The cleric stepped to the side of the rock as Yaqub strong-armed a young boy to the rock, kicking him in the back of the legs to force the boy to kneel, head on the scorching black stone. The Miralai held out his curved scimitar, gold and steel reflecting the setting sun. The cleric shook his head at the sword, then smiled toothily.
The cleric raised his eyes and shouted to the wind, “O, great one, I summon you now to help us serve justice for what was taken from us! I offer this sacrifice to invite you to our cause! Arise, and grant us your favor!” The cleric withdrew an ugly curved knife from his robes and ripped it across the boy’s throat, nearly beheading him.
Yaqub’s eyes grew wide, watching this… travesty. This was supposed to be vengeance, not blasphemous worship of some other god.
The red blood immediately sank into the stone and the harsh blue skies of the desert darkened as though a thousand fires’ soot blanketed them. The earth rumbled and cracked. A voice boomed from beneath the feet of the cleric, and asked, “Who shall be my vessel?”
The cleric eagerly shouted, “I am, majestic one! I am Kath Tora, and I offer to serve you!”
The earth rumbled again, and the blood spilled on the black stone suddenly floated into the air, turned black as oil, and then poured into the open mouth of the cleric. The cleric’s eyes turned black obsidian, and his skin an ashen grey. The voice boomed once more, “So be it, servant Kath Tora. From this moment forth we shall be known as Rabi Al-Mawt. After eons, we walk the earth once more.”
Yaqub stared at the former cleric, open-mouthed. He wiped the sweat from his brow, pointed his scimitar, and shouted, “Kath Tora! This is heresy! You said nothing of raising a demon, only seeking justice for our people and punishing the wrongdoers! What is the meaning of this blasphemy?”
“Kath Tora is no more, Miralai. I am Rabi Al-Mawt, and we shall bring justice to all under my rule. You will see the Han fall before us. You will see nations bow to us. You will see all under Heaven worship us,” rumbled the cleric’s voice. “Will you serve?”
“NO! I worship Allah the Merciful, not you… you abomination!” screamed Yaqub, sword held in front of him as if to shield him from the monstrosity before him.
“Very well. I accept that you will not serve in life,” chuckled the cleric. He raised his hand, gestured with his fingers, and Yaqub’s sword turned on its owner and impaled Miralai’s heart. “But you will serve.” He grabbed the dying soldier by the collar and belched oily black smoke into the soldier’s mouth, paling from the effort as he corrupted the soul within and bound it to him.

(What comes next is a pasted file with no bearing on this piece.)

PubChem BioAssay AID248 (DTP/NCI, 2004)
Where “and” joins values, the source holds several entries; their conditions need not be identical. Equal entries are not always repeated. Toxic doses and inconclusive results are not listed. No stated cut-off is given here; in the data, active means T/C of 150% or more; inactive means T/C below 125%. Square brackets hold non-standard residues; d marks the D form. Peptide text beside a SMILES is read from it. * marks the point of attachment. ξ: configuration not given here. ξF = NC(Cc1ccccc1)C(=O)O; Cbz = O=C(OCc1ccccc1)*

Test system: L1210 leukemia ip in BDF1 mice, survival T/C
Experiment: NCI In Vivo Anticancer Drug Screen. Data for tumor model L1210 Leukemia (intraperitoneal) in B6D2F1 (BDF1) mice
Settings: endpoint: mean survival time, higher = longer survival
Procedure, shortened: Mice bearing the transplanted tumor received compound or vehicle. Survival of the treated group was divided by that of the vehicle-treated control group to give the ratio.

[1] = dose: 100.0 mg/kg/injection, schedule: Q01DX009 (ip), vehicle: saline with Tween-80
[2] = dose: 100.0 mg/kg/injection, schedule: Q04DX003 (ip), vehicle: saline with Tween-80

The cleric turned to the crowd and gestured again. The spears ripped themselves free of the soldiers’ hands and flew like arrows, first through the assembled civilians, cutting them down, and then as eagles circling, flew back and impaled the soldiers. The sand glistened red with blood, bodies crumpled together like puppets with their strings cut.
“Now, my legion, arise.”
The cleric raised both arms high above his head, and the bodies around him lurched to standing, wounds still trickling blood, eyes vacant and black. The army of corpses assembled itself, holding the spears and swords of the soldiers, and turned back towards the town.
The body of Yaqub stood next to the cleric with a lopsided grin. “What say you now, Miralai?” asked the cleric. He could feel his corrupting magic animating the fallen soldier as it had no other; the Miralai was sentient, whereas the rest of the army was mindless.
“I serve you, Deathlord. Let us retake this world and restore you to your glory.”
While this is table setting, there actually was a revolt in 1846 in Xinjiang, China between the Turki (now known as the Uyghurs) and the Han Chinese, and this chapter is VERY loosely based on that time period.